The Black and White African Rhinoceros are one the Big five games hunted in safaris. Just like Elephants, Rhinos are hunted for their horns. Their horns are used to make ornamental carvings, and local medicine.

In a move towards wildlife conversation, some wild life animals have been banned from being hunted. Recently South Africa placed a ban on Leopard hunting due to the inability to determine just how much Leopards were available to be hunted.

However, as a result of the high demand in Rhino horns, which are sold for up to $60,000 per kilogram, these animals are still killed illegally.  This happens with the help of organized crime networks.

SEE ALSO:Ranger Killed Father And Son On Anti-Poaching Patrol In Zimbabwe 

rhino horns

“Such networks control much of the illegal trade in wildlife, destabilizing communities and countries and corrupting government officials and structures. There is worrying evidence of the increasing involvement of Chinese citizens along with nationals from Southeast Asian countries like Vietnam, Laos and Thailand, as well as North Korea, in the illicit trade in rhino horn,” the International Union for Conservation of Nature (IUCN) said in a press release.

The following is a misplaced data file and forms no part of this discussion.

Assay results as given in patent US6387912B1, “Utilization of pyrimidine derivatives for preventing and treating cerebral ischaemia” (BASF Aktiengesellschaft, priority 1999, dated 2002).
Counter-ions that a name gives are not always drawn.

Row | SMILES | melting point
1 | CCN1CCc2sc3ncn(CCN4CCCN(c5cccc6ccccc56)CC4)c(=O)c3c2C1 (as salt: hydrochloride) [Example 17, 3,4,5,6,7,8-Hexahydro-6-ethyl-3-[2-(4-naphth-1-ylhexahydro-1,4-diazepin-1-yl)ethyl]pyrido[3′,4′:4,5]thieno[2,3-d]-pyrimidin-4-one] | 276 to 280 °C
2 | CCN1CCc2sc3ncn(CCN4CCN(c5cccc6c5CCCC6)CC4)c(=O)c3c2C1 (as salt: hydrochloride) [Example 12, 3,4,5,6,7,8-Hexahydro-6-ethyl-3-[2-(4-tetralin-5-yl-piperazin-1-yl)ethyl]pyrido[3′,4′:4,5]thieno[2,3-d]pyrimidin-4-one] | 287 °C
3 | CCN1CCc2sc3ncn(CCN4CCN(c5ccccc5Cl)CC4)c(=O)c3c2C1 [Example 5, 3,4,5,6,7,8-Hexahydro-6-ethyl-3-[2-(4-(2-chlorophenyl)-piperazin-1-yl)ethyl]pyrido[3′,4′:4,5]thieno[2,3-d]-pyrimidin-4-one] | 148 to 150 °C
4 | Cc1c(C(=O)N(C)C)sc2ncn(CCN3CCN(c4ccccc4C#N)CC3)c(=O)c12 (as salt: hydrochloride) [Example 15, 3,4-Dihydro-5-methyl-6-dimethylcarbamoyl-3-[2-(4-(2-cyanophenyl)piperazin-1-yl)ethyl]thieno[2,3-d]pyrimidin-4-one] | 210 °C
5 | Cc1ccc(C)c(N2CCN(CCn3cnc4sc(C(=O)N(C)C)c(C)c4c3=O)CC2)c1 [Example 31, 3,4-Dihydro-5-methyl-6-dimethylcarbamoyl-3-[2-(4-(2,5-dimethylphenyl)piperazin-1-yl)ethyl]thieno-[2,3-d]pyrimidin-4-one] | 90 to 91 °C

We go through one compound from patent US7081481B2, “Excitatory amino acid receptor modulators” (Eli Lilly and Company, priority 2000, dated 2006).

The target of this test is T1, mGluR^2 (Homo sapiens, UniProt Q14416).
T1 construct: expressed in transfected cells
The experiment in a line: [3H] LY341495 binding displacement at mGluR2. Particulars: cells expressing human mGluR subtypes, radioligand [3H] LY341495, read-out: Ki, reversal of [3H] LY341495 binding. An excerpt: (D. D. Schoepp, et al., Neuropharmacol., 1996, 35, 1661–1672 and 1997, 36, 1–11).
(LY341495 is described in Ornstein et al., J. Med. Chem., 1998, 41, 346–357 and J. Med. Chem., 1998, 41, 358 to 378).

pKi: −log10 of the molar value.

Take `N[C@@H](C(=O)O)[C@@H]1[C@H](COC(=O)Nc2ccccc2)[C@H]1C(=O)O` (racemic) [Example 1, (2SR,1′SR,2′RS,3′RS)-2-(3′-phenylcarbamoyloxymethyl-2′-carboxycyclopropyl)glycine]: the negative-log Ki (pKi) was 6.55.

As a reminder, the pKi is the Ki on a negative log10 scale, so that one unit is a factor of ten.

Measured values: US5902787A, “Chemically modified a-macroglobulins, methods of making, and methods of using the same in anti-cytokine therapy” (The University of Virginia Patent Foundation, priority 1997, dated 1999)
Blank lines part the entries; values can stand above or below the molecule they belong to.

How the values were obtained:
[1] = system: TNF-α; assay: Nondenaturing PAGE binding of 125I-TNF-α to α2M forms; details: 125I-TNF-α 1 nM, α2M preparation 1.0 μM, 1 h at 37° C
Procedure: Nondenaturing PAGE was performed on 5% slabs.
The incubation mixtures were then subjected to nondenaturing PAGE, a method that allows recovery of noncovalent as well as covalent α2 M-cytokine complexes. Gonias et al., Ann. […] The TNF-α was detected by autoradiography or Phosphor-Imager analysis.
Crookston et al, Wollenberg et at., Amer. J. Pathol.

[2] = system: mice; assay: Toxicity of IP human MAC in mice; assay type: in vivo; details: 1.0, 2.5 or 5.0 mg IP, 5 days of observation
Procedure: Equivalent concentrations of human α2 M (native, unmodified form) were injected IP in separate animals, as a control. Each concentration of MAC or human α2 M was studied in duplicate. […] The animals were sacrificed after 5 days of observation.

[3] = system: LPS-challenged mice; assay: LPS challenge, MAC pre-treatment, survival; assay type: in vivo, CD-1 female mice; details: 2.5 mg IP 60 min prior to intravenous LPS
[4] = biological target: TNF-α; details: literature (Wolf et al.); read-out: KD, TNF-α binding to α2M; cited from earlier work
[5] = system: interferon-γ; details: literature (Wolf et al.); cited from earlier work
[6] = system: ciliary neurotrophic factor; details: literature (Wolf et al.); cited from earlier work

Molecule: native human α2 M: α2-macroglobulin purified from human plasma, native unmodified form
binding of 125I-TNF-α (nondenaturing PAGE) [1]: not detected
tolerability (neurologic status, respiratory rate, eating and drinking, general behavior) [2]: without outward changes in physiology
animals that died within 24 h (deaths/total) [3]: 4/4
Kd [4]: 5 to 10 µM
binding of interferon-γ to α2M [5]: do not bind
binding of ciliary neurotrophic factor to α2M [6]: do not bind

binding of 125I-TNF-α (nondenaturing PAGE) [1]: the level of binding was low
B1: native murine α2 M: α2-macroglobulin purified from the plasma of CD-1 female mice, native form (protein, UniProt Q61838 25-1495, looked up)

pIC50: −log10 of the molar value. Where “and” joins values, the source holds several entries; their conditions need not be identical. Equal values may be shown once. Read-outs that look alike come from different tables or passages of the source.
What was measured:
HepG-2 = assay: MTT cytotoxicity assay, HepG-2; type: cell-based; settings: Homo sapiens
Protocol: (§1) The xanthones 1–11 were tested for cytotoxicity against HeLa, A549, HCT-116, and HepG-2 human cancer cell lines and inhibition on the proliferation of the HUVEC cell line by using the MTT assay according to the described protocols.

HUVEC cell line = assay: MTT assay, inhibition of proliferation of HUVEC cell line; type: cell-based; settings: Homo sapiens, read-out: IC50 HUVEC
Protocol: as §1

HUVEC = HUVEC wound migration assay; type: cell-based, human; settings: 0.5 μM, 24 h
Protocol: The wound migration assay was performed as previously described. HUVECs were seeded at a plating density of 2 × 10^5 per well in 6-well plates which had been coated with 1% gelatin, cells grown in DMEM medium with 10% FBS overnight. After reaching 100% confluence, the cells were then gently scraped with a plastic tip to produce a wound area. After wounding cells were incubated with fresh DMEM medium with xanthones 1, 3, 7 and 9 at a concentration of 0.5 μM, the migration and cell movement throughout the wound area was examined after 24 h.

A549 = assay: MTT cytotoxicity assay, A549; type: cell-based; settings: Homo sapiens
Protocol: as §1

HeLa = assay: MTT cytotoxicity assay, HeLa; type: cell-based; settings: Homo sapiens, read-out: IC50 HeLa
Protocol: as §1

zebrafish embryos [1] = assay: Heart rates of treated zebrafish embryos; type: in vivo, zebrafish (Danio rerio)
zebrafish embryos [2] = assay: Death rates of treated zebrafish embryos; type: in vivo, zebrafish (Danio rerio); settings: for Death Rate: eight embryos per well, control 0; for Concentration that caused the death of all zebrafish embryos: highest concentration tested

The IUCN also stated that in what seems to be the highest record in a decade, at least 1,338 rhinos were killed illegally across Africa in 2015.

South Africa’s National Wildlife Crime Reaction Unit reported that 1,215 rhinos were poached last year, making it twice the amount that was poached in South Africa 3 years ago.

With less than 3,000 black rhinos and just three white rhinos left, if the proliferating illegal slaughter continues, the animals would be extinct by 2026.

“If we continue with the current rate of losses, then I would estimate that within five to 10 years, all we will have is rhinos in very strictly controlled captivity scenarios and we will basically have lost the species in the wild,” Craig Bruce, a rhino specialist at the Zoological Society of London told the BBC.

SEE ALSO:Zimbabwe Likely To Shoot 200 Surplus Lions – The Cecil Effect